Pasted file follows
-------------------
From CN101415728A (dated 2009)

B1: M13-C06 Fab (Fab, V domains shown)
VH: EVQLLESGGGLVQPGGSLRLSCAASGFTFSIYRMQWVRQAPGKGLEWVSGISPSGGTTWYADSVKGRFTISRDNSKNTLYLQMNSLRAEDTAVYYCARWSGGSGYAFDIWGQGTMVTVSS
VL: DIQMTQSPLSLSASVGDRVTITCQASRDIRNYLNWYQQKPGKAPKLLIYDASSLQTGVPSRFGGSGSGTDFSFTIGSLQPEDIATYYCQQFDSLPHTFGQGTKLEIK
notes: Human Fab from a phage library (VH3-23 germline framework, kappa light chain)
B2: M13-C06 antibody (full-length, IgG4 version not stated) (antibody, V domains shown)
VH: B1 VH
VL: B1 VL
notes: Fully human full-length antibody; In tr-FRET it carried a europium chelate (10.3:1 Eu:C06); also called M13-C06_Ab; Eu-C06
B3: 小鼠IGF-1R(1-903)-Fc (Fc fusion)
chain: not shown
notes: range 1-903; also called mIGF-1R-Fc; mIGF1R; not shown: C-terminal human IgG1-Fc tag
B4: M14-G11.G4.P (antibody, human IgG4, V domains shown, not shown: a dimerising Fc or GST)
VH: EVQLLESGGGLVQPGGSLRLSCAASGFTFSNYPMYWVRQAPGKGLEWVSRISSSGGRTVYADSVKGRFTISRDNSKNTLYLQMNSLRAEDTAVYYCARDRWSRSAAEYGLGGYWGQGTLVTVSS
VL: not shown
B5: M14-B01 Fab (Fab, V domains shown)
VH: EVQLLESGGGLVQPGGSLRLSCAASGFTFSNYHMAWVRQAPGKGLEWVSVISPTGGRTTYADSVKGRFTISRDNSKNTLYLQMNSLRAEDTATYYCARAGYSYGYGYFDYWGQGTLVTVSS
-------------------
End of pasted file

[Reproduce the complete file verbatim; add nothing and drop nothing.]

From CN101415728A (dated 2009)

B1: M13-C06 Fab (Fab, V domains shown)
VH: EVQLLESGGGLVQPGGSLRLSCAASGFTFSIYRMQWVRQAPGKGLEWVSGISPSGGTTWYADSVKGRFTISRDNSKNTLYLQMNSLRAEDTAVYYCARWSGGSGYAFDIWGQGTMVTVSS
VL: DIQMTQSPLSLSASVGDRVTITCQASRDIRNYLNWYQQKPGKAPKLLIYDASSLQTGVPSRFGGSGSGTDFSFTIGSLQPEDIATYYCQQFDSLPHTFGQGTKLEIK
notes: Human Fab from a phage library (VH3-23 germline framework, kappa light chain)
B2: M13-C06 antibody (full-length, IgG4 version not stated) (antibody, V domains shown)
VH: B1 VH
VL: B1 VL
notes: Fully human full-length antibody; In tr-FRET it carried a europium chelate (10.3:1 Eu:C06); also called M13-C06_Ab; Eu-C06
B3: 小鼠IGF-1R(1-903)-Fc (Fc fusion)
chain: not shown
notes: range 1-903; also called mIGF-1R-Fc; mIGF1R; not shown: C-terminal human IgG1-Fc tag
B4: M14-G11.G4.P (antibody, human IgG4, V domains shown, not shown: a dimerising Fc or GST)
VH: EVQLLESGGGLVQPGGSLRLSCAASGFTFSNYPMYWVRQAPGKGLEWVSRISSSGGRTVYADSVKGRFTISRDNSKNTLYLQMNSLRAEDTAVYYCARDRWSRSAAEYGLGGYWGQGTLVTVSS
VL: not shown
B5: M14-B01 Fab (Fab, V domains shown)
VH: EVQLLESGGGLVQPGGSLRLSCAASGFTFSNYHMAWVRQAPGKGLEWVSVISPTGGRTTYADSVKGRFTISRDNSKNTLYLQMNSLRAEDTATYYCARAGYSYGYGYFDYWGQGTLVTVSS